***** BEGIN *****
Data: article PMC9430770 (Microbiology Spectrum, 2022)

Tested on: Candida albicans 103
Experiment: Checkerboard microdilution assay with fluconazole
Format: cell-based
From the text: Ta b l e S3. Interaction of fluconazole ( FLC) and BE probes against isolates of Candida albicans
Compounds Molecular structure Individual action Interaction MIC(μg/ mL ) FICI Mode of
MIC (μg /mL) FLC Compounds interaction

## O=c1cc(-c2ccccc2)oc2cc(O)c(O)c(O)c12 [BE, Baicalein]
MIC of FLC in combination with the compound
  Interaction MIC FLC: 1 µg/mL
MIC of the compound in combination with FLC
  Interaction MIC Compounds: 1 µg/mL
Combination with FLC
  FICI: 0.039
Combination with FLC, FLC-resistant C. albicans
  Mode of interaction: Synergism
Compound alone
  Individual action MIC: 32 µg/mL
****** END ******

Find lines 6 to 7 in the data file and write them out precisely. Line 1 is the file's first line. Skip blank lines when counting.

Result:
Compounds Molecular structure Individual action Interaction MIC(μg/ mL ) FICI Mode of
MIC (μg /mL) FLC Compounds interaction